Sticky Ideas: Make Your Message Personal + Practical

This article is an excerpt from the Shortform summary of "The Tipping Point" by Malcolm Gladwell. Shortform has the world's best summaries of books you should be reading.

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What are “sticky” ideas? How can you make ideas sticky, so they’re adopted by thousands, or even millions, of people?

Sticky ideas are ideas that make an impact and stand out from the white noise of all the other ideas we come across in a day. In marketing, the stickier the idea, the more likely it is to sell a product or service.

We’ll cover the principles of sticky ideas and look at some powerful “sticky idea” examples.

Make Your Idea a Sticky Idea

Before we get into sticky ideas, let’s look at how epidemics serve as a metaphor for the way ideas travel and “catch.” This is key to creating a sticky idea.

Epidemics tip not only because of the behavior of a handful of key players. A change in the contagiousness and strength of the virus, message, or idea itself can also cause it to tip. 

In medical terms, this is when a virus evolves to become more contagious or more infectious. When that happens, people who are infected are less able to fight it off, or stay sick longer, creating more opportunity to infect more people. 

  • A Dutch AIDS researcher named Jaap Goudsmit traced what he believed to be one of the earliest HIV epidemics to a Dutch hospital ward dedicated to caring for underweight and premature infants. Over the course of three years in the 1950s, 81 infants came down with a form of pneumonia that is closely associated with HIV (which depletes people’s ability to otherwise fight off the illness). Only 24 of the sick infants died, indicating that the HIV virus was less deadly than the form that infected and killed so many people in the 1980s. The virus itself morphed to become more virulent, making it more effective in creating an epidemic. 

In social epidemics, this is the factor that makes a message stick or make an impact. In a marketing context, stickiness makes an ad stand out from the white noise of all the media we encounter. (Shortform example: Think of advertisements from 20 or more years ago that still stand out in your head. Maybe it’s the Budweiser “Whassup?” commercial, or (stretching back almost 50 years) the “Mikey Likes It” Life cereal ads.) These are sticky ideas–they stick in your head.

To understand the importance of the Stickiness Factor and sticky ideas, consider this: If you don’t remember the message, what are the chances you will change your behavior or buy the product? Making an idea sticky and impactful is often a matter of surprisingly small, subtle changes.

How to Make an Idea a Sticky Idea

The Law of the Few declares that the right messengers can tip and spread an epidemic. However, your messengers can only succeed when the message is one that will catch on — in other words, it must be a “sticky” idea. To be a sticky idea, a message must be memorable enough to inspire action or change.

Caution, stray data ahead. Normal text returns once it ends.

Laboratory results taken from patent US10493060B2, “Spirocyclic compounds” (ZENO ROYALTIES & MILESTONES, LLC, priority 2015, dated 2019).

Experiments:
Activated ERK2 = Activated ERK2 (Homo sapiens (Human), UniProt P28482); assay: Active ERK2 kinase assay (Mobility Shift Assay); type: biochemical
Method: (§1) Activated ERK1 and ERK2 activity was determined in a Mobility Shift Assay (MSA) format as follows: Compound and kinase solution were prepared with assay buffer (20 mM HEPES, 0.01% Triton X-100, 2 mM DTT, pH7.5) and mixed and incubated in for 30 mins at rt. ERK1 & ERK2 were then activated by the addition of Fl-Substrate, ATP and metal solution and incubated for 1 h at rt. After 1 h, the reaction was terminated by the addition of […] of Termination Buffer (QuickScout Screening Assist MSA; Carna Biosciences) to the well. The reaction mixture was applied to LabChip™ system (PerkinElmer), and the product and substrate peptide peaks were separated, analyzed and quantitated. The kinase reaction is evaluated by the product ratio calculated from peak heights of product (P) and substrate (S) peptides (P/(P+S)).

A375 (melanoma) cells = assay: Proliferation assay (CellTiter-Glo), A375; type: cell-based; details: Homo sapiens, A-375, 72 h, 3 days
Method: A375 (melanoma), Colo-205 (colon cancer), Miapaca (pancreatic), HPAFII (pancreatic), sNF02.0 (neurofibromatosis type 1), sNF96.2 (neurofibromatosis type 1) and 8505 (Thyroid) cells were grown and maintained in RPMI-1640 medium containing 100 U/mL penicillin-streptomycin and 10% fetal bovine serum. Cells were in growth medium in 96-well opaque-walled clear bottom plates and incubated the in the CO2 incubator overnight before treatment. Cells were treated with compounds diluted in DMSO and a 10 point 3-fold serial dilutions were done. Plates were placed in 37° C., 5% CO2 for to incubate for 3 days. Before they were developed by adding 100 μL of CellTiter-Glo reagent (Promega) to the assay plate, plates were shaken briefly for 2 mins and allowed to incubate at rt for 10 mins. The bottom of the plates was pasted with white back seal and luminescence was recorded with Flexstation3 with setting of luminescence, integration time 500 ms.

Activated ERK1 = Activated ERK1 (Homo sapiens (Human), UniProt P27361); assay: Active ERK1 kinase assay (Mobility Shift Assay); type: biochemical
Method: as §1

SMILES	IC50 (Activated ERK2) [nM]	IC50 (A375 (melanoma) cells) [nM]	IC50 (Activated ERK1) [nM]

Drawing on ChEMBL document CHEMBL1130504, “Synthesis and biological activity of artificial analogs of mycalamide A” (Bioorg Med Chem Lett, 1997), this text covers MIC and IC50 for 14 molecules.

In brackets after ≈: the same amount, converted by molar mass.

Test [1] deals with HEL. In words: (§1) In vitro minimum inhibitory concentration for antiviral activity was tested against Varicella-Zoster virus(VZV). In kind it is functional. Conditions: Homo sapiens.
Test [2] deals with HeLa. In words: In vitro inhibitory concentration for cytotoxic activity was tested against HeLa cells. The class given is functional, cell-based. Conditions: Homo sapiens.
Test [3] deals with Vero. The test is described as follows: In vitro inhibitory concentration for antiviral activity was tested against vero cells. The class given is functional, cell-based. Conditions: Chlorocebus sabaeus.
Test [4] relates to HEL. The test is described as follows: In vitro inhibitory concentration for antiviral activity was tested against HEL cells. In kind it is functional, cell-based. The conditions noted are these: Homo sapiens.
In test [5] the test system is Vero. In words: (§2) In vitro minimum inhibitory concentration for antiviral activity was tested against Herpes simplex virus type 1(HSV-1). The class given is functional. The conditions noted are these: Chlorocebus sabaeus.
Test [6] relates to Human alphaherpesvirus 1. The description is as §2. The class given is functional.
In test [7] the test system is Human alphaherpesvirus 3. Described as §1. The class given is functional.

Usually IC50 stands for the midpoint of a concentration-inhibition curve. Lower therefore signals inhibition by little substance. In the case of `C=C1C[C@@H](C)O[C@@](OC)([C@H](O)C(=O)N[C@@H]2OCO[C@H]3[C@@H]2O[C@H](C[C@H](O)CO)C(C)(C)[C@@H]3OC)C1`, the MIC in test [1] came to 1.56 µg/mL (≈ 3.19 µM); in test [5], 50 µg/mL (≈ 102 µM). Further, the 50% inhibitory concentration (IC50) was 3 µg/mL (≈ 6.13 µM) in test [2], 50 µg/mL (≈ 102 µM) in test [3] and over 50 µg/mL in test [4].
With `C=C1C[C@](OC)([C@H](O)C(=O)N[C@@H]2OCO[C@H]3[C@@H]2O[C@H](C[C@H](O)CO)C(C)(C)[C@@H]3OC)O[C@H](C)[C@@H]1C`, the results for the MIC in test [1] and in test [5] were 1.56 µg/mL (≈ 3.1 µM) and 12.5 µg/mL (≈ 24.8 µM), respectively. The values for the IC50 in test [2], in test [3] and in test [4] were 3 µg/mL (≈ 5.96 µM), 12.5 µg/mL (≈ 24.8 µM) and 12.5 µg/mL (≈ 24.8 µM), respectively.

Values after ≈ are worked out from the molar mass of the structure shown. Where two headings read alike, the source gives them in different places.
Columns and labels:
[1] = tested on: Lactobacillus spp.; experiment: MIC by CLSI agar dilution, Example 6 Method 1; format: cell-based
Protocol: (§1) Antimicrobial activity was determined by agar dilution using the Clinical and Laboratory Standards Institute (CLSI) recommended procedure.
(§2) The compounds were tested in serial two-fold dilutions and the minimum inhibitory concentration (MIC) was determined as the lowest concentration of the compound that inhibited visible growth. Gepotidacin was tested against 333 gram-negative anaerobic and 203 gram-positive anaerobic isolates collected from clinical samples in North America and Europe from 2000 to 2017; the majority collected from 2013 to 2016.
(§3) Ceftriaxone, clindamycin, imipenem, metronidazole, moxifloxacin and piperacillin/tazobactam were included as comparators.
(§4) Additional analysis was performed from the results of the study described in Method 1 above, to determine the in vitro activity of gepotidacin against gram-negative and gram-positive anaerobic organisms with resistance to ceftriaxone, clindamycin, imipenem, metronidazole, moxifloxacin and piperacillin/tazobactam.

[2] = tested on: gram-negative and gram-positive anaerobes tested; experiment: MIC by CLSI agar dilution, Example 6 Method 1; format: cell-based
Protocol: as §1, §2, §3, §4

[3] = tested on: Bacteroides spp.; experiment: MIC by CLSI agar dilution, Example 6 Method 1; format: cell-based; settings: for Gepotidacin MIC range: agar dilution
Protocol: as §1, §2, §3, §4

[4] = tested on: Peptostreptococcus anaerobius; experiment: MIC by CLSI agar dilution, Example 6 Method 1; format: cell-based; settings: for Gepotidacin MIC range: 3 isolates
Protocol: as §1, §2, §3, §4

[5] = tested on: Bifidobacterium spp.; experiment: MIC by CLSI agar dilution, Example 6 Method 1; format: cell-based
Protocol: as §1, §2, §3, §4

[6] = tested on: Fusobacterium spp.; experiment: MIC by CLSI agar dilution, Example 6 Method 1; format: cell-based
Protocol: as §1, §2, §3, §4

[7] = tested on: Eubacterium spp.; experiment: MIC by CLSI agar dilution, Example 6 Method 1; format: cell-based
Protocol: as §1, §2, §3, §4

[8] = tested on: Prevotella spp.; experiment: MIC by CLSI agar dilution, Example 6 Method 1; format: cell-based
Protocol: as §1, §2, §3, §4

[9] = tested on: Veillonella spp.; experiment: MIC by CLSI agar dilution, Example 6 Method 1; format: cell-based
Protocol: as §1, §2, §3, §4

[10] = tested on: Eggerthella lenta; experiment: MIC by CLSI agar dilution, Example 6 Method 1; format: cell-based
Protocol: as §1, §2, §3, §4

Stickiness is particularly difficult in the Information Age because modern media exposes consumers to so much information that it is harder for an individual message to stick. In the advertising industry, this conundrum is called the clutter problem. 

An idea is not inherently sticky or un-sticky; to make an idea sticky, you have to tweak the way it is presented. A message doesn’t need to be loud or in your face to be sticky. In fact, small, subtle changes are often the key to stickiness. 

Make It Personal and Practical 

To make an idea a sticky idea, make it personal and practical. In a 1960s experiment, social psychologist Howard Levanthal tried to influence a group of seniors at Yale to get tetanus shots. He distributed pamphlets with information about the dangers of tetanus, the importance of getting vaccinated, and details about the campus health center offering free tetanus shots to students. These pamphlets came in three versions: 

  • The first was a “high fear” version that emphasized the disease’s dangers and included dramatic photos of people inflicted with tetanus. 
  • The second was a “low fear” version that omitted photos and somewhat de-emphasized the risks. 
  • After Levanthal found the first two versions had hardly any effect in persuading students to get the shot, he distributed a third version that listed the times the shots were available and included a campus map with the health center circled. 

Although most of the students probably already knew where to find the health center (remember, they were all seniors), 28 percent of students got vaccinated as a result of this third version, compared with just 3 percent from the first two versions. When the information had a practical and personal touch, it was more effective. It becomes a sticky idea.

Sticky Idea Examples: Sesame Street and Blue’s Clues

Two television shows that launched 30 years apart had the same mission: broadcast educational programming sticky enough to capture the attention of 2-, 3-, and 4-year-olds and have the lessons stick with them to give them a leg up in school. Both shows used careful research to find strategies that made the content extra sticky for their young viewers — some strategies overlapped, while others were totally different.